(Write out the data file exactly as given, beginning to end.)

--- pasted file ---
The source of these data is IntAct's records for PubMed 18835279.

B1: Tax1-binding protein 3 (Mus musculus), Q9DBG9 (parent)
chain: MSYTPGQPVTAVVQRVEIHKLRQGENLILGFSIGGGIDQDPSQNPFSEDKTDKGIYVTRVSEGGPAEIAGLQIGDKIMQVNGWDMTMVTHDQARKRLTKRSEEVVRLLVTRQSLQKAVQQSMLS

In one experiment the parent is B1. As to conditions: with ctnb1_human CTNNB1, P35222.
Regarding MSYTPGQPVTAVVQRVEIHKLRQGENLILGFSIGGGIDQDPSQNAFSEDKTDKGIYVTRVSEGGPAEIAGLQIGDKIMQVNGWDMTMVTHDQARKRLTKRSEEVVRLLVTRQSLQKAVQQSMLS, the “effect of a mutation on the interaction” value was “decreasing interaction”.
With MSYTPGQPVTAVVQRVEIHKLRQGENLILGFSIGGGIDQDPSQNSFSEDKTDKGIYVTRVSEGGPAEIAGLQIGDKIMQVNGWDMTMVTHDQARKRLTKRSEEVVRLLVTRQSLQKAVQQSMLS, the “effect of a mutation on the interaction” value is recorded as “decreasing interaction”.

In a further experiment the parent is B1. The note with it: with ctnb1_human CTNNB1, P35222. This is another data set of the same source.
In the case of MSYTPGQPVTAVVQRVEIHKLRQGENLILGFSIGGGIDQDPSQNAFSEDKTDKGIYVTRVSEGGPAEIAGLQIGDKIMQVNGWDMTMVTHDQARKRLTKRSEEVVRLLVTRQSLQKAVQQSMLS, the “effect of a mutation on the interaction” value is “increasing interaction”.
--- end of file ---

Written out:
The source of these data is IntAct's records for PubMed 18835279.

B1: Tax1-binding protein 3 (Mus musculus), Q9DBG9 (parent)
chain: MSYTPGQPVTAVVQRVEIHKLRQGENLILGFSIGGGIDQDPSQNPFSEDKTDKGIYVTRVSEGGPAEIAGLQIGDKIMQVNGWDMTMVTHDQARKRLTKRSEEVVRLLVTRQSLQKAVQQSMLS

In one experiment the parent is B1. As to conditions: with ctnb1_human CTNNB1, P35222.
Regarding MSYTPGQPVTAVVQRVEIHKLRQGENLILGFSIGGGIDQDPSQNAFSEDKTDKGIYVTRVSEGGPAEIAGLQIGDKIMQVNGWDMTMVTHDQARKRLTKRSEEVVRLLVTRQSLQKAVQQSMLS, the “effect of a mutation on the interaction” value was “decreasing interaction”.
With MSYTPGQPVTAVVQRVEIHKLRQGENLILGFSIGGGIDQDPSQNSFSEDKTDKGIYVTRVSEGGPAEIAGLQIGDKIMQVNGWDMTMVTHDQARKRLTKRSEEVVRLLVTRQSLQKAVQQSMLS, the “effect of a mutation on the interaction” value is recorded as “decreasing interaction”.

In a further experiment the parent is B1. The note with it: with ctnb1_human CTNNB1, P35222. This is another data set of the same source.
In the case of MSYTPGQPVTAVVQRVEIHKLRQGENLILGFSIGGGIDQDPSQNAFSEDKTDKGIYVTRVSEGGPAEIAGLQIGDKIMQVNGWDMTMVTHDQARKRLTKRSEEVVRLLVTRQSLQKAVQQSMLS, the “effect of a mutation on the interaction” value is “increasing interaction”.